A foil is a character that contrasts with another character, usually the protagonist, and so highlights various facets of the main character's personality. A foil usually has some important characteristics in common with the other character, such as, frequently, superficial traits or personal history. The author may use the foil to throw the character of the protagonist into sharper relief.
A foil's complementary role may be emphasized by physical contrasts. Dreamy and impractical Don Quixote is thin; realistic, practical Sancho Panza is fat. Sherlock Holmes is tall and lean; Doctor Watson, although at first, on his return from Afghanistan, described as lean, is later described as "middle-sized, strongly built."
In some cases, a subplot can be used as a foil to the main plot. This is especially true in the case of metafiction. One example of a plot being used as a foil can be seen in the graphic novel Watchmen, in which a comic book within the Watchmen universe presents a story similar to that of one of the main characters.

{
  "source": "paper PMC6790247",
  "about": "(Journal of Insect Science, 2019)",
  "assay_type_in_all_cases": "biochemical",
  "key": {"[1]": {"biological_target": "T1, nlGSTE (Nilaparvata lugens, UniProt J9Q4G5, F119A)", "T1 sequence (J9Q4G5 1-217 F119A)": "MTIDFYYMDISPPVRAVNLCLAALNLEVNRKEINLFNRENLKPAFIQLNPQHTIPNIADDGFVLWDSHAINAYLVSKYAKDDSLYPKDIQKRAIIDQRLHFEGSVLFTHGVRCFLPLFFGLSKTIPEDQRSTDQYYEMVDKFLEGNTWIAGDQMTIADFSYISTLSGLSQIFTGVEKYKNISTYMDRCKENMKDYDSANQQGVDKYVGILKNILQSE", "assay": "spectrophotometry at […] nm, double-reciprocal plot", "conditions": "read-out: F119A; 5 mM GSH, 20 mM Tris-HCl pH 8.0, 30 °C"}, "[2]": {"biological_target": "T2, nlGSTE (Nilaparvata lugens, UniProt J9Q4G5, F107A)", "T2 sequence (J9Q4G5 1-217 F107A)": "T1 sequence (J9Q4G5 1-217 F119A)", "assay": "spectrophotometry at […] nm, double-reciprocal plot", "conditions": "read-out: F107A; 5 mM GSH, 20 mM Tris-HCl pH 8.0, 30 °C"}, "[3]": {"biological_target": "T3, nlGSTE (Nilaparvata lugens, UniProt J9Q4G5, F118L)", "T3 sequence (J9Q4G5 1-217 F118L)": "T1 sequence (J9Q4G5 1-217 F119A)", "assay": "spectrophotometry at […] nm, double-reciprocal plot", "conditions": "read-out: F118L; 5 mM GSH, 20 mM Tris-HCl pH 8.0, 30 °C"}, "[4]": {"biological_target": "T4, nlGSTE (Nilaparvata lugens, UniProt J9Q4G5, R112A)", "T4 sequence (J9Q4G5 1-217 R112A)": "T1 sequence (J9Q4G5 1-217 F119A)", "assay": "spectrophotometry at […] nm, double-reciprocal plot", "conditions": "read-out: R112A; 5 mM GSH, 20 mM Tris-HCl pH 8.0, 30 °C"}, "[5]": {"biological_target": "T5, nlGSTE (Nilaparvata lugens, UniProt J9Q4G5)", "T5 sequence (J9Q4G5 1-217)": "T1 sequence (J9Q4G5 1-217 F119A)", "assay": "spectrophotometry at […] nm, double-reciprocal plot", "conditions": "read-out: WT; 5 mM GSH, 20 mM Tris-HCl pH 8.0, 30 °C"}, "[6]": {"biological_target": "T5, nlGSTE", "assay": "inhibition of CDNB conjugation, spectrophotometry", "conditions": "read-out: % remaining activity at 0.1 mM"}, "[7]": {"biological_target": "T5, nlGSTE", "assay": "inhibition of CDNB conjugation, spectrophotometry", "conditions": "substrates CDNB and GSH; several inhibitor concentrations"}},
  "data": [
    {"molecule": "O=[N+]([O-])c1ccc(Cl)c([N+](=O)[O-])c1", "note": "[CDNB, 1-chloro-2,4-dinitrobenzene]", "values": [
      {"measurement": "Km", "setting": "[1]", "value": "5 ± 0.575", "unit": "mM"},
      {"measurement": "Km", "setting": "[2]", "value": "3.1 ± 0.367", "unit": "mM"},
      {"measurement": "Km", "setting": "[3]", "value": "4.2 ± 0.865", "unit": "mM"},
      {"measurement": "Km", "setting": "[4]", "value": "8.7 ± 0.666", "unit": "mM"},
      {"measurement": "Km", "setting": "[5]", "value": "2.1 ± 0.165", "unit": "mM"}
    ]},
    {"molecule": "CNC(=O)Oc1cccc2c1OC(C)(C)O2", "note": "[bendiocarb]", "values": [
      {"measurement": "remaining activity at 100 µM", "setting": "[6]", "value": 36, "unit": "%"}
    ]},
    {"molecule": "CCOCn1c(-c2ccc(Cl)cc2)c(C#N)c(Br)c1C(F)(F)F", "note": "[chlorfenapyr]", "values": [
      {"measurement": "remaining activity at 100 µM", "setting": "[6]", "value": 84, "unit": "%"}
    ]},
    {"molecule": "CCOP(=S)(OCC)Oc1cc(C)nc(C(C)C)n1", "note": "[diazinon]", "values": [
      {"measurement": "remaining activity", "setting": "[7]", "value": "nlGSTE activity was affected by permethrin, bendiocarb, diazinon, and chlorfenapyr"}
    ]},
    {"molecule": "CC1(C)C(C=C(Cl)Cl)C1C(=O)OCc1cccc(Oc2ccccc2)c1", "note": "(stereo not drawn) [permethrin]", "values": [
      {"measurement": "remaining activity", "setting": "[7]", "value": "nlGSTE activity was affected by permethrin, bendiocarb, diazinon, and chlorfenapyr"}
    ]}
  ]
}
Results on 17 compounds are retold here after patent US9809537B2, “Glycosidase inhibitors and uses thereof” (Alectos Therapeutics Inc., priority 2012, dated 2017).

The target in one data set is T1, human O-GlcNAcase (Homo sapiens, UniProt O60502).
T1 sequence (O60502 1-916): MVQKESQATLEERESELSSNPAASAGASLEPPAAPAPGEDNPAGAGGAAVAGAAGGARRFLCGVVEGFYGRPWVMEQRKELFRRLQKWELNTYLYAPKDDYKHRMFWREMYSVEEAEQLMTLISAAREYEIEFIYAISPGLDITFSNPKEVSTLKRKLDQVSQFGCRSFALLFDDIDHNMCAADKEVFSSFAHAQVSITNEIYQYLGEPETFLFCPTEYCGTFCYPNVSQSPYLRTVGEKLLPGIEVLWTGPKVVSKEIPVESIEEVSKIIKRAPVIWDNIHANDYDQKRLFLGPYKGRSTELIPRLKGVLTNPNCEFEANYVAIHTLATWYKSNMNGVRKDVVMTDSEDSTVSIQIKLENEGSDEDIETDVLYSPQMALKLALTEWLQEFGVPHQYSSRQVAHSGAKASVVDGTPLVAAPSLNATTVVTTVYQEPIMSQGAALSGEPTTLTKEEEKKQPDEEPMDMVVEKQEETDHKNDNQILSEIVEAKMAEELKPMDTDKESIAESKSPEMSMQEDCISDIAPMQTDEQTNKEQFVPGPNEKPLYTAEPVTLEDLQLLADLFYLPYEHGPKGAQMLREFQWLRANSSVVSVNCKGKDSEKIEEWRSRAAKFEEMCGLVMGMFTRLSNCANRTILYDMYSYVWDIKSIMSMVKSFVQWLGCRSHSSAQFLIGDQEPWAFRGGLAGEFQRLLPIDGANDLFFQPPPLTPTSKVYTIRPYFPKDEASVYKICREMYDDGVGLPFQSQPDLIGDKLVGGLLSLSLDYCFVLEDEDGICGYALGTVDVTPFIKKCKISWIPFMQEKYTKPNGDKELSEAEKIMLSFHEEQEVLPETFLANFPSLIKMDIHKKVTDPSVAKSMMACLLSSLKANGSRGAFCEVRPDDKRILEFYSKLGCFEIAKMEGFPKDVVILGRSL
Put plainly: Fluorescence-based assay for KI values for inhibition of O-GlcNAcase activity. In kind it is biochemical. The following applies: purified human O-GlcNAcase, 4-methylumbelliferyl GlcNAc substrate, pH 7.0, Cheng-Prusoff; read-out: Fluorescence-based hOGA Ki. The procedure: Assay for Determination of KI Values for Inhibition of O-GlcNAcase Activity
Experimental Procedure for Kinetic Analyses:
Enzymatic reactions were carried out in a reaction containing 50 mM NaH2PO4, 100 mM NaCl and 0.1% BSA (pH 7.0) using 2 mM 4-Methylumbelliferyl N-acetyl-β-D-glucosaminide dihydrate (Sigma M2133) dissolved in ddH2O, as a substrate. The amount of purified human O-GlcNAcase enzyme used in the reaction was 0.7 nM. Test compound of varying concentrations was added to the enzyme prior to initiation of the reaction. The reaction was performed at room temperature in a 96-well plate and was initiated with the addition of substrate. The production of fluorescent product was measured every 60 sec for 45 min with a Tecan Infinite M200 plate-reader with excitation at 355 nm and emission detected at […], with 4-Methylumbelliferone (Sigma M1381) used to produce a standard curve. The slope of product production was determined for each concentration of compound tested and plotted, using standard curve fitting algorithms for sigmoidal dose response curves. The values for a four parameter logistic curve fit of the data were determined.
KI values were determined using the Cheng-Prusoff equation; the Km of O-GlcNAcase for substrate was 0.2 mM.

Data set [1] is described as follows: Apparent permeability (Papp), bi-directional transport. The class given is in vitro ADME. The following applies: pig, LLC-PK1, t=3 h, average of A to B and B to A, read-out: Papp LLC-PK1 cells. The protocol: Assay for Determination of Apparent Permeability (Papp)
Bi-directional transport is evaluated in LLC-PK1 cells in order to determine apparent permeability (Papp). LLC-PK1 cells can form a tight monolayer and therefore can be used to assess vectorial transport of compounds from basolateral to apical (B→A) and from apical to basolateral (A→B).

The "straight man" in a comedy duo is a comic foil. While the straight man portrays a reasonable and serious character, the other portrays a funny, dumb, or simply unorthodox one. The humor in these partnerships derives from the interactions between these drastically different personalities.
The term foil refers to the practice of putting polished foil underneath a gemstone to make it shine more brightly.
It is also likely that widespread use of the word "foil" in literature comes from the play Hamlet by Shakespeare, in which Hamlet says that "I'll be your foil, Laertes: in mine ignorance / Your skill shall, like a star i' the darkest night, Stick fiery off indeed" (Act 5 Scene 2).